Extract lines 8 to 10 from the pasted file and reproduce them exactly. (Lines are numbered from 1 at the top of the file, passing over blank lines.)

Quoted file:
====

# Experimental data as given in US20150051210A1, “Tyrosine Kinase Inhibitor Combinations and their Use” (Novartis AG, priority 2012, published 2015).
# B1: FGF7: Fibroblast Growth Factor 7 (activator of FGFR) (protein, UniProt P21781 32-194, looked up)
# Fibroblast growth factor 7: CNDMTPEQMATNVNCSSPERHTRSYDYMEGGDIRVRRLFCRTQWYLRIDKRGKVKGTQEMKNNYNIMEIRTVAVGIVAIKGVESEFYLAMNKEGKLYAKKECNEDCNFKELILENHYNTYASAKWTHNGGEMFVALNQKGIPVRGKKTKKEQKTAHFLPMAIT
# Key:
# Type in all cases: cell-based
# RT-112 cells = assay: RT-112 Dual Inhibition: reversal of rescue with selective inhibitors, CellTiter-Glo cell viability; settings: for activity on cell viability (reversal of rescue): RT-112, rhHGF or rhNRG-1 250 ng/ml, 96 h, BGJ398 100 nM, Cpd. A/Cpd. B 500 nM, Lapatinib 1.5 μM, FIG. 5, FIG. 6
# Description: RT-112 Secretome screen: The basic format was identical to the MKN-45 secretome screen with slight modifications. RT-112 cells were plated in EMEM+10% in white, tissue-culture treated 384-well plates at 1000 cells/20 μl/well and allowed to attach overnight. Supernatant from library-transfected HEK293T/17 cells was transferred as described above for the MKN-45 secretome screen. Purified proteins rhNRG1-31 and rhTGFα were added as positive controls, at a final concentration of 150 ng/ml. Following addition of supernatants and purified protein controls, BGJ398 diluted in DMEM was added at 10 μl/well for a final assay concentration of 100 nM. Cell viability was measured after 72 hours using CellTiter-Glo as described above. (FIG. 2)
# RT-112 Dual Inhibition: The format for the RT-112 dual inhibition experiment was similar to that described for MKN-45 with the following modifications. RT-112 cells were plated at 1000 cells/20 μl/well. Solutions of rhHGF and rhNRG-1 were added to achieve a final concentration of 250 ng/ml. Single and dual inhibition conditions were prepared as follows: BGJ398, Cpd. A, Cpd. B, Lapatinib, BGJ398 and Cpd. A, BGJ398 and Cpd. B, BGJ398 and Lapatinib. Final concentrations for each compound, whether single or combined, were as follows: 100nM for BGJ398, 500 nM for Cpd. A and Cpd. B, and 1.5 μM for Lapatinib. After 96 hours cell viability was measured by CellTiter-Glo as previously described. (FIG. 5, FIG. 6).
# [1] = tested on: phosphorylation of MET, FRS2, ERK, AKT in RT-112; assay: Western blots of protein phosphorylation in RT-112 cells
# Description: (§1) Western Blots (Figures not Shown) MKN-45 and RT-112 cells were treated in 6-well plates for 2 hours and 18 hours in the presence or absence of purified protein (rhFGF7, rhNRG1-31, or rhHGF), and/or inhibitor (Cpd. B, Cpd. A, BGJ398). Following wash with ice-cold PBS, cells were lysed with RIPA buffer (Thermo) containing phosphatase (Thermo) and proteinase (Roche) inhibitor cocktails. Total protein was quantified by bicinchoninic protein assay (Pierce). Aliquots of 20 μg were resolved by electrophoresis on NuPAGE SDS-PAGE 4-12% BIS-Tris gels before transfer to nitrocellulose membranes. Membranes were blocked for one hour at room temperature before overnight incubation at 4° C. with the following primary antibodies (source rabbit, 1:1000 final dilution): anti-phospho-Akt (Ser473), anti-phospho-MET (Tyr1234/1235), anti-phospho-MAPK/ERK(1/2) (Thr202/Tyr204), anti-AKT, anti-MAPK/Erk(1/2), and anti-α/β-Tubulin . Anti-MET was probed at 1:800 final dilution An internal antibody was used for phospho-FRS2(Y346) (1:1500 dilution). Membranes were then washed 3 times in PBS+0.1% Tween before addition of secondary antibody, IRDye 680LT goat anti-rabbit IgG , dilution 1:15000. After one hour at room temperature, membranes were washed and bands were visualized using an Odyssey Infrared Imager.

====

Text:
# RT-112 Dual Inhibition: The format for the RT-112 dual inhibition experiment was similar to that described for MKN-45 with the following modifications. RT-112 cells were plated at 1000 cells/20 μl/well. Solutions of rhHGF and rhNRG-1 were added to achieve a final concentration of 250 ng/ml. Single and dual inhibition conditions were prepared as follows: BGJ398, Cpd. A, Cpd. B, Lapatinib, BGJ398 and Cpd. A, BGJ398 and Cpd. B, BGJ398 and Lapatinib. Final concentrations for each compound, whether single or combined, were as follows: 100nM for BGJ398, 500 nM for Cpd. A and Cpd. B, and 1.5 μM for Lapatinib. After 96 hours cell viability was measured by CellTiter-Glo as previously described. (FIG. 5, FIG. 6).
# [1] = tested on: phosphorylation of MET, FRS2, ERK, AKT in RT-112; assay: Western blots of protein phosphorylation in RT-112 cells
# Description: (§1) Western Blots (Figures not Shown) MKN-45 and RT-112 cells were treated in 6-well plates for 2 hours and 18 hours in the presence or absence of purified protein (rhFGF7, rhNRG1-31, or rhHGF), and/or inhibitor (Cpd. B, Cpd. A, BGJ398). Following wash with ice-cold PBS, cells were lysed with RIPA buffer (Thermo) containing phosphatase (Thermo) and proteinase (Roche) inhibitor cocktails. Total protein was quantified by bicinchoninic protein assay (Pierce). Aliquots of 20 μg were resolved by electrophoresis on NuPAGE SDS-PAGE 4-12% BIS-Tris gels before transfer to nitrocellulose membranes. Membranes were blocked for one hour at room temperature before overnight incubation at 4° C. with the following primary antibodies (source rabbit, 1:1000 final dilution): anti-phospho-Akt (Ser473), anti-phospho-MET (Tyr1234/1235), anti-phospho-MAPK/ERK(1/2) (Thr202/Tyr204), anti-AKT, anti-MAPK/Erk(1/2), and anti-α/β-Tubulin . Anti-MET was probed at 1:800 final dilution An internal antibody was used for phospho-FRS2(Y346) (1:1500 dilution). Membranes were then washed 3 times in PBS+0.1% Tween before addition of secondary antibody, IRDye 680LT goat anti-rabbit IgG , dilution 1:15000. After one hour at room temperature, membranes were washed and bands were visualized using an Odyssey Infrared Imager.